OFT’s Report on the GCap/Global Merger

The OFT have just published their full report into the Global and GCap merger. It’s a bit of a slog through 90-odd pages, but there’s some interesting things in there about the nature of radio today. You can also see that the OFT don’t know the difference between the word ‘licence’ and ‘license’.

Reasoned analysis to follow, but in the short term, for the anoraks, I thought i’d paste this bit – point 49:

49. The parties plan to undertake the following:

(i) Marry Globals brands and GCaps geographic scope.

Globals strategy is to develop near-national coverage for its Heart brand as well as greater coverage for the Galaxy brand. GCaps well known stations are associated with a particular area and therefore are not appropriate to develop a national brand. Global intends to use cost savings achieved through the merger to re-brand the majority of GCaps heritage stations, refocusing those stations towards the standard Heart/Galaxy demographic. The parties submit that this operation will result in a better offering for both listeners – who will be able to listen to Heart throughout the South of England and the Midlands, and for advertisers – who will be able to advertise across the whole or part of the Heart/Galaxy network, with a better understanding of the product and the audience demographic across the network.

(ii) Refresh and refocus GCap core city stations.

Certain of GCaps stations, in particular those that are located in large cities which have the capability of supporting a truly local station, will not be re-branded. Instead, Global intends to refocus these core assets towards more targeted demographics. Again, the parties submit that this will benefit listeners and advertisers, both of whom will have a better understanding of what to expect from the station.

(iii) Set up national network programming with quality presenters and at the same time, retain the local character

Global intends to broadcast the same programme across its entire network of stations*, leading to costs savings on production and higher quality product and presenters. At the same time, Global will ensure that the local character of the re-branded stations is retained, in order to preserve the loyalty of the local audience and provide a platform for local advertisers. Local features such as news, weather and traffic will be retained, as well as some local programming.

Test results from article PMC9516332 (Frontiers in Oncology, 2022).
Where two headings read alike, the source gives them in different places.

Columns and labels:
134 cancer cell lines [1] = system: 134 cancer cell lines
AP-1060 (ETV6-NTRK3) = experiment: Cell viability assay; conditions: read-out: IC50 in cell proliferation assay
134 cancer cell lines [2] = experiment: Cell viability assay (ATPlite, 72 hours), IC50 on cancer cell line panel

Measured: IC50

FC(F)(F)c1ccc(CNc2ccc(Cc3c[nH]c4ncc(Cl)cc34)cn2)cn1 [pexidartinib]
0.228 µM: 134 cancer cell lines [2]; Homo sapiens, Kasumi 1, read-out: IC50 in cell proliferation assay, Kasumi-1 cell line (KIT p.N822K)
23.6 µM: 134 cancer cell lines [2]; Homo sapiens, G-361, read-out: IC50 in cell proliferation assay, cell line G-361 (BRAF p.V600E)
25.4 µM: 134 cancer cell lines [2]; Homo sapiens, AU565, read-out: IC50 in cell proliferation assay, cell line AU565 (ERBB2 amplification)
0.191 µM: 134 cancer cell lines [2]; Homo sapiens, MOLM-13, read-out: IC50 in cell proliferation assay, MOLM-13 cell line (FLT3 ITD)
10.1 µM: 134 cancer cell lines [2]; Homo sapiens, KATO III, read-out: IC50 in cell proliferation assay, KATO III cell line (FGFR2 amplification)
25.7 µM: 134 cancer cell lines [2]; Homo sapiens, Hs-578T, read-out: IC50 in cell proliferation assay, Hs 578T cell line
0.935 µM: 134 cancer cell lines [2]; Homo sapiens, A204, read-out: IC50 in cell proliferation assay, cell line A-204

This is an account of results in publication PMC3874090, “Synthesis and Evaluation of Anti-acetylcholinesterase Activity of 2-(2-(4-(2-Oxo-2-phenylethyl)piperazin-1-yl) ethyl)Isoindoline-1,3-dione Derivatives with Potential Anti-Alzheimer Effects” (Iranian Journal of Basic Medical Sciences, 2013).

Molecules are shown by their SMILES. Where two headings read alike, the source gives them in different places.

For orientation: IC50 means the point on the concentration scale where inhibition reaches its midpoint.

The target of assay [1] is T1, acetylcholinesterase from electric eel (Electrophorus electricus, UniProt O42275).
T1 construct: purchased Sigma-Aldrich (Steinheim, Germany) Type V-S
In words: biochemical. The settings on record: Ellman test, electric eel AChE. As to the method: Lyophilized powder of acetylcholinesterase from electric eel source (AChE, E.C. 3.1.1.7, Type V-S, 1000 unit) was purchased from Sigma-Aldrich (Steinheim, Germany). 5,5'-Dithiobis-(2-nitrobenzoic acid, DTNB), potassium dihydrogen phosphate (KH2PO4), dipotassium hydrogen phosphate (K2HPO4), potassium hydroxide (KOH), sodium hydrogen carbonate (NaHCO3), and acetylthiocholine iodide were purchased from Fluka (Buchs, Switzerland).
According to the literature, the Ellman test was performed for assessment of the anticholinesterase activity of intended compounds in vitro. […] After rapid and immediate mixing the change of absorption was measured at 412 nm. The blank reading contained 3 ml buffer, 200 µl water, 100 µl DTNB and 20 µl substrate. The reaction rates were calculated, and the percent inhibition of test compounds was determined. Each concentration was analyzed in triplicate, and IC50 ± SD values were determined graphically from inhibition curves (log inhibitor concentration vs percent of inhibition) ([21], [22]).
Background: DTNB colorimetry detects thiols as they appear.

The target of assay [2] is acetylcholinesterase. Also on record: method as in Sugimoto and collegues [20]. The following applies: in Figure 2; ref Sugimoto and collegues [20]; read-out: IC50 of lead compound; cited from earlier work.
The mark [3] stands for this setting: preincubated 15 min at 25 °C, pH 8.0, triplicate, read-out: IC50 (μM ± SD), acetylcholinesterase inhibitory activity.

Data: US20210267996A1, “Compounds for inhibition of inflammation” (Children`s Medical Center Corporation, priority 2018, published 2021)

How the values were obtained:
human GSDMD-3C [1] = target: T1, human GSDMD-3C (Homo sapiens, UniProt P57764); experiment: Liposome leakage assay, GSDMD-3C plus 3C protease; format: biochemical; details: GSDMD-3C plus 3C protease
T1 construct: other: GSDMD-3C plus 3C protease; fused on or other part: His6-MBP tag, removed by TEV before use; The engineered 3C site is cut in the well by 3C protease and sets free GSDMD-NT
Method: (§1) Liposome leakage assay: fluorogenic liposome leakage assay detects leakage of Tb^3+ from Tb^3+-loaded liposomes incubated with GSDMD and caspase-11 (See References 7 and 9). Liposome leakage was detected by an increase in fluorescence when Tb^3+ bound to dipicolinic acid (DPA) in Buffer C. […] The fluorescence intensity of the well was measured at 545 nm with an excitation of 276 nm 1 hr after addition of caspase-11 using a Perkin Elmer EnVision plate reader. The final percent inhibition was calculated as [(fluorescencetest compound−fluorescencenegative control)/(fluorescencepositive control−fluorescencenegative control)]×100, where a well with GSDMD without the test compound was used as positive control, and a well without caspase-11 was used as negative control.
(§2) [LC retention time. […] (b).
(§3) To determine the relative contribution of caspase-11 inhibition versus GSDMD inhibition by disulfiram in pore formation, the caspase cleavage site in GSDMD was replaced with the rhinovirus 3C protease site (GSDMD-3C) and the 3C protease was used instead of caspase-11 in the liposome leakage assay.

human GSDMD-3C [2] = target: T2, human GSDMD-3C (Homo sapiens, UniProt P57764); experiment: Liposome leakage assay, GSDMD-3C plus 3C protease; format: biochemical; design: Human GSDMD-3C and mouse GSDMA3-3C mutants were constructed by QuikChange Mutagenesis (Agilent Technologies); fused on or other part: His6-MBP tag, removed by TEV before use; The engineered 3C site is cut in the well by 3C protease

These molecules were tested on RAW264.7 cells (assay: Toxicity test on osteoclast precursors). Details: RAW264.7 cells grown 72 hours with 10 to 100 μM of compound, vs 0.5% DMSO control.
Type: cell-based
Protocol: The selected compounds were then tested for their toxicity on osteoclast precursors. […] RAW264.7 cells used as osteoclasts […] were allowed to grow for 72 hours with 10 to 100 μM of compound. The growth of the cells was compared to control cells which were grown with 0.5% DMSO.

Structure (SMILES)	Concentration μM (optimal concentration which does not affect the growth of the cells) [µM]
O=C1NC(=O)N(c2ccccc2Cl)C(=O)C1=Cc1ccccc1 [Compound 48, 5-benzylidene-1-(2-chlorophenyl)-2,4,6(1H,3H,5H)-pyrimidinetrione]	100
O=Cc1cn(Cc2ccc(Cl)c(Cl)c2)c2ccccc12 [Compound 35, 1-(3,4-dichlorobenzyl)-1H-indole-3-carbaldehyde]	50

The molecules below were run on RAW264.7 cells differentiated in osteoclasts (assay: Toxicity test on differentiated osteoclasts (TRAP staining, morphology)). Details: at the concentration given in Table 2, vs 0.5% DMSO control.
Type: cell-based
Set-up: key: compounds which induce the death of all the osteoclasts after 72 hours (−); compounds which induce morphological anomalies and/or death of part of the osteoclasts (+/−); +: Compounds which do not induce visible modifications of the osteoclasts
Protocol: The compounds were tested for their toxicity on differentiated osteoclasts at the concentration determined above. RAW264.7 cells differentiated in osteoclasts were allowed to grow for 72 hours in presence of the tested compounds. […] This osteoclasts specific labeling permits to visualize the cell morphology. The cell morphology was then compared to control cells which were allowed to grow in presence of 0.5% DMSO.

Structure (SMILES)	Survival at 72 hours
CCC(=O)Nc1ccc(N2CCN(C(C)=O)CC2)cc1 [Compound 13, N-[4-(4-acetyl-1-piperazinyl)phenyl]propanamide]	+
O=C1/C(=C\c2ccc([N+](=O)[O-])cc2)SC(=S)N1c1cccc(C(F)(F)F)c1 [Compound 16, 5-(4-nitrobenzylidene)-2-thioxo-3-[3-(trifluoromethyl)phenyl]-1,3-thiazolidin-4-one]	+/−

* The parties have informed the OFT that in fact, networked programmes will be broadcast only across the Heart network, and separately across the Galaxy network, at certain times of the day.

4 thoughts on “OFT’s Report on the GCap/Global Merger”

  1. Global Radio have made a stupid decision. Keep the names people know and trust, e.g. Severn Sound, Hereward, Chiltern etc. not some generic brand.

    Listeners are more wise to such things than the higher-ups seem to think!

  2. As well as not knowing the difference between license and licence (NB, OFT, remember the phrase “Crocodiles (noun) swimming (verb)” – also works for practise/practice), the OFT also seem to think that Nottingham, Leicester and Trent are East Midlands cities.

  3. Global do not realise that rebranding everything to one generic name doesn’t work.

    I mean, some people these days still refer to 2CR FM as “2 Counties”.

    Rebranding Power FM to Galaxy would be commercial suicide, and as for Choice, well, let that be, but it should take Hit 40 UK as well, rather than be local on Sunday afternoon.

    My local stations (GWR FM Bristol/Orchard FM) should NEVER be rebranded as Heart, it just wouldn’t sound good… 96.3 Heart FM More music variety… ughhh!!!

    Keep the heritage names, or you’ll find listeners going to rival stations (e.g. Star/CN Group/their local BBC).

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